World leaders meet on nuclear terrorism threat

World leaders meet in Washington on Tuesday for the biggest summit hosted by the United States since 1945, and they will have just one item on the agenda—stopping terrorists from getting a nuclear bomb.

President Barack Obama, who is hosting the 47-nation summit, says nuclear terrorism is the single biggest threat to global security. He wants to galvanise countries to take action to prevent terrorist groups from getting their hands on nuclear material that could be used to make a bomb.

Some nations are skeptical about the seriousness of the threat, however, and view it as an American preoccupation after al-Qaeda’s attacks on the United States on September 11 2001.

Obama’s counterterrorism adviser, John Brennan, said on Monday that al-Qaeda had made it a top priority to acquire the expertise and material to make a nuclear bomb, which he warned would allow them to “threaten our security and world order”.

Washington is concerned about the security of hundreds of tonnes of highly enriched uranium and plutonium scattered about the globe in nuclear reactors, research facilities and military installations that may be vulnerable to theft.

After the end of the Cold War, Washington worked with Moscow to improve often poor security of nuclear material in Russia and former Soviet republics. Now it wants to broaden the focus of these efforts and to persuade countries to take more responsibility for cracking down on nuclear trafficking.

According to a draft summit communiqué, leaders will pledge to work toward safeguarding all “vulnerable nuclear material” within four years and to take steps to stamp out nuclear smuggling.

US officials have sought to emphasise the historical nature of the summit, the biggest gathering on US soil since a conference in 1945 that created the United Nations.

“I think it’s an indication of how deeply concerned everybody should be with the possibilities of nuclear traffic, and I think at the end of this we’re going to see some very specific, concrete actions that each nation is taking that will make the world a little bit safer,” Obama said on Monday.

Ukraine to hand over uranium
The first tangible results of the summit came as Obama held a series of meetings with foreign leaders, including Ukrainian President Viktor Yanukovich, who announced Ukraine would get rid of its stockpile of highly enriched uranium by 2012.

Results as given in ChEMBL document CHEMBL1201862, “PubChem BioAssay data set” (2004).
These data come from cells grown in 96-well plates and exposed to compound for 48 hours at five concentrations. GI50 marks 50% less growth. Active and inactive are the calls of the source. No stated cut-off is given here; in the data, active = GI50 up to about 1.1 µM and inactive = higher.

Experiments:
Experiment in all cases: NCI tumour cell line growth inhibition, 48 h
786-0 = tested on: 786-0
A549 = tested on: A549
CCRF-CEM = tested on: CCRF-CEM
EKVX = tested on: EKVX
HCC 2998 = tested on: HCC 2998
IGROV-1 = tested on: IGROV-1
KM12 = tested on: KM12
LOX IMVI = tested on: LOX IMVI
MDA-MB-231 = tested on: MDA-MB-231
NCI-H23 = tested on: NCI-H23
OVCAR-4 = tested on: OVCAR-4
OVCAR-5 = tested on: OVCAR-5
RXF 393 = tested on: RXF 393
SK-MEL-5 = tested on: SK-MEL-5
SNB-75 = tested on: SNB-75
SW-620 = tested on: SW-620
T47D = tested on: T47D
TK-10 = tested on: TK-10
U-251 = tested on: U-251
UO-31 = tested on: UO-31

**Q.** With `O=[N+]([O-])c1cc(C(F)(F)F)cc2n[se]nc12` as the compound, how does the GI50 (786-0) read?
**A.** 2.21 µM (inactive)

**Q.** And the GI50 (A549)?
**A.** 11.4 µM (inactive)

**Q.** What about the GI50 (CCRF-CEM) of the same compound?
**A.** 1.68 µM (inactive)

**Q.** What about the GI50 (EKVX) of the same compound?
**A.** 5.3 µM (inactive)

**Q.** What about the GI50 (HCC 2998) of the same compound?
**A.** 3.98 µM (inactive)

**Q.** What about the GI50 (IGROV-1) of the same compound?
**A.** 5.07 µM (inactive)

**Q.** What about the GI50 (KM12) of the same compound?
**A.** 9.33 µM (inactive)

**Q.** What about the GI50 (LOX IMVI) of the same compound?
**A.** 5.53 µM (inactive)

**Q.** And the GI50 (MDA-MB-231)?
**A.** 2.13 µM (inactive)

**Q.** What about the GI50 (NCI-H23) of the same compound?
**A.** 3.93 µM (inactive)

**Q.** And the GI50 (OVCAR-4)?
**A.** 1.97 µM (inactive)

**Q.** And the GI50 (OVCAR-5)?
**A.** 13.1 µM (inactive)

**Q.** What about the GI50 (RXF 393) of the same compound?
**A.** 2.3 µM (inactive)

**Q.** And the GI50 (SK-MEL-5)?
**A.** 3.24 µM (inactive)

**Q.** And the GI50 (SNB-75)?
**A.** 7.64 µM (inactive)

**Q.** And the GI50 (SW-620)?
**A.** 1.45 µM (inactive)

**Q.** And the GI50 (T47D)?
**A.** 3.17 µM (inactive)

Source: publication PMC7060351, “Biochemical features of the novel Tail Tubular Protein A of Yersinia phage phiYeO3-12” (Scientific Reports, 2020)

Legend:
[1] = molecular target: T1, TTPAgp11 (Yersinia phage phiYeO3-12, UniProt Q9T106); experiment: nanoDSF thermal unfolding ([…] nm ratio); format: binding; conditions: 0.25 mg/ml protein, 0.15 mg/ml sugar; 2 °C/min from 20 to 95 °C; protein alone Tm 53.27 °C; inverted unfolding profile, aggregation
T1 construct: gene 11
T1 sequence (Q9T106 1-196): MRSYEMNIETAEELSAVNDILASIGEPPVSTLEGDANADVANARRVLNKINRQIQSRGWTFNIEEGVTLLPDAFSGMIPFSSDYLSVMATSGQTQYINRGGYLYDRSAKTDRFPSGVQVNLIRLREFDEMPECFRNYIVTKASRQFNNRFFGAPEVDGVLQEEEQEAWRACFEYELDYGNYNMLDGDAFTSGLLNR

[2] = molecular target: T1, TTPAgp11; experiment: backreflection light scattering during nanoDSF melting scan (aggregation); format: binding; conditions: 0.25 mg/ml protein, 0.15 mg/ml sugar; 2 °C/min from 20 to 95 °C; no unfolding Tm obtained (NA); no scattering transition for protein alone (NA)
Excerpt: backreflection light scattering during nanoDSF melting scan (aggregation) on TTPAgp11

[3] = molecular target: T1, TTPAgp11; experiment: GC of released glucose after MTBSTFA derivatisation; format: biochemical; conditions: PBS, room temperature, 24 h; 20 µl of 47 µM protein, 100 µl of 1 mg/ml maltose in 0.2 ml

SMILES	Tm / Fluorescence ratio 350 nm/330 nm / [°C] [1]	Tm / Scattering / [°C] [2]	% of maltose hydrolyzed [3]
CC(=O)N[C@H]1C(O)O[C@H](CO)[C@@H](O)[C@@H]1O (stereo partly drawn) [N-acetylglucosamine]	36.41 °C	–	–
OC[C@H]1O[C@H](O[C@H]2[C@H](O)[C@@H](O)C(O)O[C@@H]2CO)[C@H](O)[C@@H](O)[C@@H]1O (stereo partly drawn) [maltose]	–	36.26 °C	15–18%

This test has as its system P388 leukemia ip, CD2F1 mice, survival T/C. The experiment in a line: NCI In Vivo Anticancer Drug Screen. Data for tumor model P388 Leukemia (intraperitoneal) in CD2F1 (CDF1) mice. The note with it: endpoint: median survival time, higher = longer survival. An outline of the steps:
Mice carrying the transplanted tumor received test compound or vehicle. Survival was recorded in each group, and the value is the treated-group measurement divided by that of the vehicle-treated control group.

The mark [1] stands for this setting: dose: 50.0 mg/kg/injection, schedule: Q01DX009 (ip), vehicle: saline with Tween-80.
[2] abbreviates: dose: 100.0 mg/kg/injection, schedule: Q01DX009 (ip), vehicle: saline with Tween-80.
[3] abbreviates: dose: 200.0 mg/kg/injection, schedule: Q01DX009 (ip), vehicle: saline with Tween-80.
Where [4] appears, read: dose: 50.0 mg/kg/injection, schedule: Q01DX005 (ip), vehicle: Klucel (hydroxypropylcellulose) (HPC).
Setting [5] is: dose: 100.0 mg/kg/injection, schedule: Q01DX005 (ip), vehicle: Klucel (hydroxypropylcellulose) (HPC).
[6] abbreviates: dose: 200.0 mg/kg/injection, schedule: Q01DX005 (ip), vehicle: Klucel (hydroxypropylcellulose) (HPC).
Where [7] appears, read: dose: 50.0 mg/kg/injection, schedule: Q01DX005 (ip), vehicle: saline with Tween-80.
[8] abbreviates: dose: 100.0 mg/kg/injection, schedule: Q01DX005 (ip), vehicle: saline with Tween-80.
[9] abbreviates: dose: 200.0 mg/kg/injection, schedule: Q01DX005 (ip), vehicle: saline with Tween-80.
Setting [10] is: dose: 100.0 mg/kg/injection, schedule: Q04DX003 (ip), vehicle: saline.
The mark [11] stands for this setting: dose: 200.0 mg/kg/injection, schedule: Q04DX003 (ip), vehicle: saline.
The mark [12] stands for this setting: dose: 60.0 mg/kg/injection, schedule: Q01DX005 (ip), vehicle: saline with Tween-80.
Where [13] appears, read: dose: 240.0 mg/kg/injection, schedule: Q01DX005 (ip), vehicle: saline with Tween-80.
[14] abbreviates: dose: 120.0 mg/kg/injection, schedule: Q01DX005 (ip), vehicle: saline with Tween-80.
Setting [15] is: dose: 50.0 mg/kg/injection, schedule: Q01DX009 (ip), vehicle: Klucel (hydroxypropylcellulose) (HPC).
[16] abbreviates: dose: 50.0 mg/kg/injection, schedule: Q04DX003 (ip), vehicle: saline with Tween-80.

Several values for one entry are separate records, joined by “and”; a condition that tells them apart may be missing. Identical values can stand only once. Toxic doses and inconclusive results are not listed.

The move by Kiev is designed to make it harder for terrorists to get hold of nuclear material.
Ukraine will also convert its civil nuclear programme to operate on low-enriched uranium, Yanukovich said.

Also on Monday, Canada announced it would return a significant amount of spent nuclear fuel to its place of origin—the United States, which may also take some of Ukraine’s Russian-origin nuclear material.

The summit is the culmination of a hectic period of nuclear diplomacy for Obama.

Last week he signed a new treaty to cut US and Russian nuclear arsenals and unilaterally announced the United States would limit its use of nuclear weapons, a plan that came under heavy fire from his conservative critics.

Iran and North Korea, which are both locked in stand-offs with the West over their nuclear programmes, are not on the agenda of the summit and were not invited to attend.

The White House has repeatedly stressed that the summit is narrowly focused on nuclear terrorism, but many were watching to see what emerged from Obama’s meeting on Monday with Chinese President Hu Jintao, whose country has close economic ties with Iran and has been reluctant to impose tougher sanctions on it.

UN sanctions for Iran
Obama stressed to Hu the need to act urgently against Iran’s nuclear programme, and Hu agreed that Beijing would help craft a UN sanctions resolution. There was no sign though that China would accept the tougher sanctions sought by Obama.

In addition to China’s Hu, summit attendees include Russian President Dmitry Medvedev, French President Nicolas Sarkozy, German Chancellor Angela Merkel and SA President Jacob Zuma.

Also represented are India and Pakistan, which never signed the 1970 nuclear Non-Proliferation Treaty but have atomic arsenals, and Israel, another NPT holdout that is presumed to have atomic weapons but has never confirmed it. - Reuters

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